In a seven-inning first game, Northeastern pounced on the Minutemen early, notching three runs on four hits against opposing starter Max LeBlanc in the first. LeBlanc didn’t make it past the second inning and was saddled with the loss, giving up four runs. On the season, Northeastern has yet to lose a game after scoring the first run.

“We jumped out early and they kept chipping away,” Northeastern head coach Mike Glavine remarked.

Husky hitters forced LeBlanc to labor through at-bats, waited for the inevitable mistakes, and promptly capitalized on them. In the fourth, Malgeri extended the Huskies’ lead to five with an RBI triple. Malgeri led off both games and had himself a day at the dish, going four for six with two runs batted in, a run scored, three steals, and a walk.

Northeastern hurler Cam Schlittler continued his solid run of starts, spinning five innings of one-run ball, striking out nine, and scattering just three hits. He mowed down UMass hitters early, but a questionable balk call following a couple of hits and a wild pitch in the fifth ended his bid for a shutout. Northeastern coach Mike Glavine had some choice words for the umpire after the call, but it was an overall dominant performance for Schlittler, who was credited with the win.

“I thought Schlittler was outstanding in game one,” Glavine said. “Gave us a chance to win that ballgame.”

The Northeastern offense stalled after the fourth and the Minutemen began chipping away at the lead, bringing the game to 5–2 heading into the seventh. Northeastern fireballer Brandon Dufault came in with some heat, consistently hitting 96 with his fastball to shut the door on the Minutemen and secure the win.

In the second game, Northeastern again jumped out to an early lead courtesy of an RBI double by Costello. UMass starter Daniel Livnat limited Northeastern to just that one run in his five innings of work, but he consistently created jams that he then pitched himself out of.

“We had a bunch of opportunities early in the game to extend the lead and we just couldn’t come up with the big hit,” remarked Glavine. “We just couldn’t get anything going and then finally late in the game we just kept grinding.”

The real story of the game was Northeastern starter and Boston Red Sox draft pick Sebastian Keane. Keane started by retiring the first 14 batters he saw, striking out eight. However, his perfect game bid was broken by UMass slugger Michael Rounds, who tied the game with a solo blast to left field.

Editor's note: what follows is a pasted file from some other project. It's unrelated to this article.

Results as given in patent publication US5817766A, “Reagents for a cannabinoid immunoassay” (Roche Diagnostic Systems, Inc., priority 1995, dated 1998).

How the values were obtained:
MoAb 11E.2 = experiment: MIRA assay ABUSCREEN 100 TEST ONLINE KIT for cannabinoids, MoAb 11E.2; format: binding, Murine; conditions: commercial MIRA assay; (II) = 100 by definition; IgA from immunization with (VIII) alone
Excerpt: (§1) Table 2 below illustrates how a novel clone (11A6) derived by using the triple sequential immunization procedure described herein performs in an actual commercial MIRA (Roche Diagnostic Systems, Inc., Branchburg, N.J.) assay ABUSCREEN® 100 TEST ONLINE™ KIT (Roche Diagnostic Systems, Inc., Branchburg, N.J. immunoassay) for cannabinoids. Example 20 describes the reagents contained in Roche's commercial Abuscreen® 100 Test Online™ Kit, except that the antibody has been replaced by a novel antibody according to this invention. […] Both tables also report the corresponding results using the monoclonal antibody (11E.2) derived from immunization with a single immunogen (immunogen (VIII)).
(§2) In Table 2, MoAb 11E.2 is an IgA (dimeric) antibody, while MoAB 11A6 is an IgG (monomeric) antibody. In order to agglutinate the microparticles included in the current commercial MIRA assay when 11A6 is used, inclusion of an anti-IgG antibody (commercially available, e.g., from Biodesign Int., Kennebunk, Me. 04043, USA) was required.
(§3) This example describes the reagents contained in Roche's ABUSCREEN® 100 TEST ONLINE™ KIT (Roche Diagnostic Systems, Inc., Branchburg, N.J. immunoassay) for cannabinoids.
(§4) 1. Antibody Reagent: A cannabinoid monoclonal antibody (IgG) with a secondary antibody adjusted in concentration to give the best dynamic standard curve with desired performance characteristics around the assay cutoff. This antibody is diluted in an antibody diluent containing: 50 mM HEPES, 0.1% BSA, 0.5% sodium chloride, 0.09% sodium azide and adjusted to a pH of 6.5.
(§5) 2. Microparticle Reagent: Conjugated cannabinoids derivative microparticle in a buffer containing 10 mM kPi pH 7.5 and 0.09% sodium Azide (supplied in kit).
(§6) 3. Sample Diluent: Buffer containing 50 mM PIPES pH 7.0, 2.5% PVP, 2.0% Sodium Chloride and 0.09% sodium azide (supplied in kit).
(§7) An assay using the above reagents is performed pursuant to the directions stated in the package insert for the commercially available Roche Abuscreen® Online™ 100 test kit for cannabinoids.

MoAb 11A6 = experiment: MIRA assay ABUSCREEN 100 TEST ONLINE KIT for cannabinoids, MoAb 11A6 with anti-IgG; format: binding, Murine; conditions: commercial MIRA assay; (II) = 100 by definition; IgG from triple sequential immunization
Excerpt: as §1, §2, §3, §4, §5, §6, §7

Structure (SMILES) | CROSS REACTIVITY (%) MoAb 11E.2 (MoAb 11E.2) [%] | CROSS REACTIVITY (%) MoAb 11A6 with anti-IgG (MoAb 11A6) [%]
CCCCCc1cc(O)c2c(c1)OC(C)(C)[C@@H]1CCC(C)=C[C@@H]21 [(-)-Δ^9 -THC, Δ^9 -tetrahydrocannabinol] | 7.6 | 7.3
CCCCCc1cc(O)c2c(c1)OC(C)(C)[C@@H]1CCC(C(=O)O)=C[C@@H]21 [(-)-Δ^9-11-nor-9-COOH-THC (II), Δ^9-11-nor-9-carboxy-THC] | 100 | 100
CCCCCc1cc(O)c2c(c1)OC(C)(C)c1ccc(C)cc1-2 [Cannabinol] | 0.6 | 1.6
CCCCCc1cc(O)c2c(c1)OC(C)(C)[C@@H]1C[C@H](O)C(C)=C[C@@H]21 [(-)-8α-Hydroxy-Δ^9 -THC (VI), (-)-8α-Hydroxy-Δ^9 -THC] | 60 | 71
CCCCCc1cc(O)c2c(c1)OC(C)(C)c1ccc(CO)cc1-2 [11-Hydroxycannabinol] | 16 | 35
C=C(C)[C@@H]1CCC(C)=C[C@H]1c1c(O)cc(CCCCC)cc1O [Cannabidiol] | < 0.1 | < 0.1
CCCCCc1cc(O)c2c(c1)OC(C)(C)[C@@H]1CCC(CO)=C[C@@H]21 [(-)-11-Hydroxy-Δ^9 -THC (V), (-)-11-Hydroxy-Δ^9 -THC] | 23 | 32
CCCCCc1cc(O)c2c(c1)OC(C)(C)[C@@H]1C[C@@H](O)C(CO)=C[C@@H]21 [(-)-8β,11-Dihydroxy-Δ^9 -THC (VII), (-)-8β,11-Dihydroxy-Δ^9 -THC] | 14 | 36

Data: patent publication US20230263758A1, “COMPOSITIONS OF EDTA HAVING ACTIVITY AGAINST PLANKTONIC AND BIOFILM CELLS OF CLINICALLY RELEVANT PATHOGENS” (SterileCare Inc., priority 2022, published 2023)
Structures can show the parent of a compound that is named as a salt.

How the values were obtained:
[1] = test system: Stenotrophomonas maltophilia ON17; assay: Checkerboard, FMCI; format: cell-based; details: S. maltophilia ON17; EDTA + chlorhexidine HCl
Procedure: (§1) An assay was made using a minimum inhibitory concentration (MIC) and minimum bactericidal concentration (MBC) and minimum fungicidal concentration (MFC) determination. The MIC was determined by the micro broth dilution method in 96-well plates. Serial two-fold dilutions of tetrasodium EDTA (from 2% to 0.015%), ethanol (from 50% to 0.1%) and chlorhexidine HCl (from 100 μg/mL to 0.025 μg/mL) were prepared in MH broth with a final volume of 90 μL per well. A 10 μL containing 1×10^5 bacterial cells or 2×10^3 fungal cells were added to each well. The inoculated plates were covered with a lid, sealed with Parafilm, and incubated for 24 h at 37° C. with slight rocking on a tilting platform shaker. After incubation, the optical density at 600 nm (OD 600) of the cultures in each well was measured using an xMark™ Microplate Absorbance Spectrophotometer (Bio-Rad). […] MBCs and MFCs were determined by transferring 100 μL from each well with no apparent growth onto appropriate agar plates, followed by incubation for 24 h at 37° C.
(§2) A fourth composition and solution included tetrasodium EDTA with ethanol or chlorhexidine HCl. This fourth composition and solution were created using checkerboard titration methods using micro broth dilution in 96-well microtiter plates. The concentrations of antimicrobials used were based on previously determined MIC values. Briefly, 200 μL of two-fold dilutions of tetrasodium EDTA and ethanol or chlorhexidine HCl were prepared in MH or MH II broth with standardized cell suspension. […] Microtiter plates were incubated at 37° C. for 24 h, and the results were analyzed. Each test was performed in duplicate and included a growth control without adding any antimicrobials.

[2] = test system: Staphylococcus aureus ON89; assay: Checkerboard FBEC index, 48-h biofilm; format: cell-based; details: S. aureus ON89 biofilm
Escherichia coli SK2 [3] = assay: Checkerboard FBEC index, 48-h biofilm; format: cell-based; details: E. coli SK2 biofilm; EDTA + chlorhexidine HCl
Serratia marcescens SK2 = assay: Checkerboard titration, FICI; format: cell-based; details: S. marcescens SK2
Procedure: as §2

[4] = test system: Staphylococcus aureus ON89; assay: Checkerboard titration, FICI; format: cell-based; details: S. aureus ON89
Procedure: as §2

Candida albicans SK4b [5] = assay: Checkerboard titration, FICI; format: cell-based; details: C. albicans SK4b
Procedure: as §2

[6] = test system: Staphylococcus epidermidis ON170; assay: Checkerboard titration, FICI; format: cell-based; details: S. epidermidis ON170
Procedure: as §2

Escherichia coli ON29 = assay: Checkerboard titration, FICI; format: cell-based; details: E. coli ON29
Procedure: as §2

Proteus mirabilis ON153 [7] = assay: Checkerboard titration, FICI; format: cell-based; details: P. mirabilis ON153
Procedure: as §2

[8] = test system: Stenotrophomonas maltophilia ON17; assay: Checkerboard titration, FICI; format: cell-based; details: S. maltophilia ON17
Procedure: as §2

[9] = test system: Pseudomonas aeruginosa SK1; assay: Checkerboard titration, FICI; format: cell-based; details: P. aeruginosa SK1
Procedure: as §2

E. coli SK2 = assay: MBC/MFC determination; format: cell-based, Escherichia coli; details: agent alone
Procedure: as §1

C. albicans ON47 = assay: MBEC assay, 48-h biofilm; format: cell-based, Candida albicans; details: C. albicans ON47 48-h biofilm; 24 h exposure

It looked like the Minutemen were starting to figure out Keane the third time through the lineup, as second baseman Eddy Hart blasted a two-run homer in the sixth to put them up 3–1. Keane finished his night with a career-high 10 strikeouts, giving up three runs on three hits over seven strong innings.

“Seb was cruising along and pitching great,” Glavine noted. ”I thought he looked awesome . . . as good as he’s thrown for us and as time went on, the at bats got a little bit harder.”

Northeastern’s Smith provided a badly needed offensive spark in the seventh, blasting a triple after working a masterful 12-pitch at-bat. Malgeri drove him in to cut the deficit to one.

“Spenser Smith — huge, huge at-bat, as big of an at-bat we had all day,” said Glavine. “He hit the huge triple and it relaxed our team and was really a game changer.”

In the eighth, the Huskies rallied to take the lead with RBI hits from Costello and Danny Crossen. In the most important moment, the Northeastern offense finally strung some hits together and put runs on the board.

But the drama was not yet over. Reliever Thomas Balboni was brought in to save the 4–3 lead, but he had some trouble finding the zone. After recording the first two outs, he put runners on second and third and forced Glavine to put in Jake Gigliotti. After a walk, Gigliotti recorded a lineout to finish an absolute nail-biter of a ninth inning and secure the sweep.

After an extended hiatus, this weekend series showed some serious versatility from Northeastern, which Glavine recognized. They ran up the score on Friday, manufactured and kept the lead in the first game on Saturday, and rallied to win the second game. Going forward, the Huskies may try and work on fixing some baserunning issues and increasing their batting average with runners in scoring position.